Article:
When I started Filmmaking Stuff, I did so with the intention to help entrepreneurial filmmakers find viable ways to finance and distribute films. Back then, the DVD market was eroding and digital was gaining momentum. As a result, many distributors stopped paying BIG minimum guarantees. And many filmmakers lost money and quit the business.
Modern Moviemaking Is Entrepreneurial Filmmaking
In response to the paradigm shift from physical to digital, I published the original version of The Modern Moviemaking Manifesto. While the film industry (and the manifest0) has gone through several shifts since then, many filmmakers still ignore pragmatic business strategy in favor of hope.
“I just hope to get my film on Netflix. I don’t care if my film makes money…”
In case you’re wondering, this type of silly talk is not a business. This is a lottery ticket. And it’s a major reason why you might be having trouble raising money or getting a decent return. But what if instead, you focused on the stuff you can control? What if instead of hoping to land a dream distribution deal, you took time to figure out the following?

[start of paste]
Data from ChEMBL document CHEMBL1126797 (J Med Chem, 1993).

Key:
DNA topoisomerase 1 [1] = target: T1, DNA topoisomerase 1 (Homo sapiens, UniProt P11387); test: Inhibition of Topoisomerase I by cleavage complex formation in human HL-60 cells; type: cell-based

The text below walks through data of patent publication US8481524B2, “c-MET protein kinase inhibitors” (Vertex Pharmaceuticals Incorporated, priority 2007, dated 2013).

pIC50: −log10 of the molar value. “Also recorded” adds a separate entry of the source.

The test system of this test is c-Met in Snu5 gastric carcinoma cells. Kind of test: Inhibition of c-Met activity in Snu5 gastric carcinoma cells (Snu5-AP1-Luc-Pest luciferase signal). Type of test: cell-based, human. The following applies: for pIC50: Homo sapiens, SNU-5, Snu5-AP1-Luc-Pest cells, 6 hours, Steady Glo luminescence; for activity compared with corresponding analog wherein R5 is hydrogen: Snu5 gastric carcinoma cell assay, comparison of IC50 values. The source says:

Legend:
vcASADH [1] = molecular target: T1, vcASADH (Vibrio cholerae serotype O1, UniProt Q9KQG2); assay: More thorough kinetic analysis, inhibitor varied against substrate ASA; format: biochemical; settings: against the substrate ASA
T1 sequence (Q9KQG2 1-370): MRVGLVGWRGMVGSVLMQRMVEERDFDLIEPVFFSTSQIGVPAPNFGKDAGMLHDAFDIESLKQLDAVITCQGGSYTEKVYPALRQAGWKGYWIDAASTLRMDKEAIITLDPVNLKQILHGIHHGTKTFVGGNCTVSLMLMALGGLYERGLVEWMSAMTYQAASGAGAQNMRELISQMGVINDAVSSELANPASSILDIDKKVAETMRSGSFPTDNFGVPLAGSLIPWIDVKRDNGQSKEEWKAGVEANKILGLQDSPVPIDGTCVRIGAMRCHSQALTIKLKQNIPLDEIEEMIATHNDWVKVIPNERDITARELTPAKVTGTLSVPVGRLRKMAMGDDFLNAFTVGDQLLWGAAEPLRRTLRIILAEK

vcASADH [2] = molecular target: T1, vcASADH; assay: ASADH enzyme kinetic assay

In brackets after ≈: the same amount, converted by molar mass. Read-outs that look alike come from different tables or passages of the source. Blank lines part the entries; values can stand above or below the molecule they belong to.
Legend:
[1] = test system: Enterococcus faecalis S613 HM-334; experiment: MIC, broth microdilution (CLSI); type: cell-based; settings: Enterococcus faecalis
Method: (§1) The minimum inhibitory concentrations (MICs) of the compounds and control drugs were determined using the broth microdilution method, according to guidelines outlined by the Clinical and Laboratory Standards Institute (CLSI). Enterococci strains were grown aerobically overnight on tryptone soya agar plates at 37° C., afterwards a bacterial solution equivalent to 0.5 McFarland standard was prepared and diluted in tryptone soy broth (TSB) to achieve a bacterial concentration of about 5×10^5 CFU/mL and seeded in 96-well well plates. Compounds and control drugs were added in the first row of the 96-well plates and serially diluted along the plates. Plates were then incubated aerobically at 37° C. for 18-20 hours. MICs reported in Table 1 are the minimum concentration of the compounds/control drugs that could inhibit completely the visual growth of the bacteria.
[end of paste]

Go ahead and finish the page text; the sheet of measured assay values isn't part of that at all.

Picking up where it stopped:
- What is your revenue goal?
- How many units do you need to sell?
- What media outlets will you leverage?
If you’re not willing to explore or embrace new filmmaking ideas, I get it. Choosing to create your own marketing and distribution plans requires work and carful planning. And I totally get that entrepreneurial filmmaking is easier said than done. But anybody who’s studied Rodger Corman and read his book, “How I Made A Hundred Movies In Hollywood And Never Lost A Dime” will quickly realize that the Modern Moviemaking Manifesto is not so “modern.”
One thing Corman did not have was non-discriminatory distribution channels. As a result of TVOD platforms (which are accessible via flat fee for service aggregators) we really have nothing holding us back from creating a similar empire. This is why I’m so full of enthusiasm for modern moviemaking. Nothing is holding us back from raising money, making movies and reaching our audience. And dividends from dozens of titles can really add up.